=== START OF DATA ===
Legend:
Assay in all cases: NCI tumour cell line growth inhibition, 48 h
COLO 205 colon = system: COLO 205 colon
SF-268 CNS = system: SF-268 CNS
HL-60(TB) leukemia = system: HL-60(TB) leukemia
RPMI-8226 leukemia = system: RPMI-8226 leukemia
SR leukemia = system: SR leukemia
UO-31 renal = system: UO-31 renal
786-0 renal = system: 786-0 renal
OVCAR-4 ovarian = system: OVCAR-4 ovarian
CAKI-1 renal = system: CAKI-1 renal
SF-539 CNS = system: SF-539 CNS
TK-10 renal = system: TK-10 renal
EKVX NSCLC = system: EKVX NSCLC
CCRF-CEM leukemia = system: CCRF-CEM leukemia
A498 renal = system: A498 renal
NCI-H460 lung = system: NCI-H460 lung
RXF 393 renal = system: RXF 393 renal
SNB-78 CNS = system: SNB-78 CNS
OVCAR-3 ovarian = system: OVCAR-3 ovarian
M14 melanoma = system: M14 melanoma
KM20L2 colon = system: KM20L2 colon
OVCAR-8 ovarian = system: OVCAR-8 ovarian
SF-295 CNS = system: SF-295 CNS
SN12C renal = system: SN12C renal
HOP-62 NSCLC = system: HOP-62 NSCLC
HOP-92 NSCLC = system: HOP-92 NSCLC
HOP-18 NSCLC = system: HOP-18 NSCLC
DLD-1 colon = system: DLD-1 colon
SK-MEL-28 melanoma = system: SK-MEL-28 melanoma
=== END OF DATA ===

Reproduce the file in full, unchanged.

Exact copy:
Legend:
Assay in all cases: NCI tumour cell line growth inhibition, 48 h
COLO 205 colon = system: COLO 205 colon
SF-268 CNS = system: SF-268 CNS
HL-60(TB) leukemia = system: HL-60(TB) leukemia
RPMI-8226 leukemia = system: RPMI-8226 leukemia
SR leukemia = system: SR leukemia
UO-31 renal = system: UO-31 renal
786-0 renal = system: 786-0 renal
OVCAR-4 ovarian = system: OVCAR-4 ovarian
CAKI-1 renal = system: CAKI-1 renal
SF-539 CNS = system: SF-539 CNS
TK-10 renal = system: TK-10 renal
EKVX NSCLC = system: EKVX NSCLC
CCRF-CEM leukemia = system: CCRF-CEM leukemia
A498 renal = system: A498 renal
NCI-H460 lung = system: NCI-H460 lung
RXF 393 renal = system: RXF 393 renal
SNB-78 CNS = system: SNB-78 CNS
OVCAR-3 ovarian = system: OVCAR-3 ovarian
M14 melanoma = system: M14 melanoma
KM20L2 colon = system: KM20L2 colon
OVCAR-8 ovarian = system: OVCAR-8 ovarian
SF-295 CNS = system: SF-295 CNS
SN12C renal = system: SN12C renal
HOP-62 NSCLC = system: HOP-62 NSCLC
HOP-92 NSCLC = system: HOP-92 NSCLC
HOP-18 NSCLC = system: HOP-18 NSCLC
DLD-1 colon = system: DLD-1 colon
SK-MEL-28 melanoma = system: SK-MEL-28 melanoma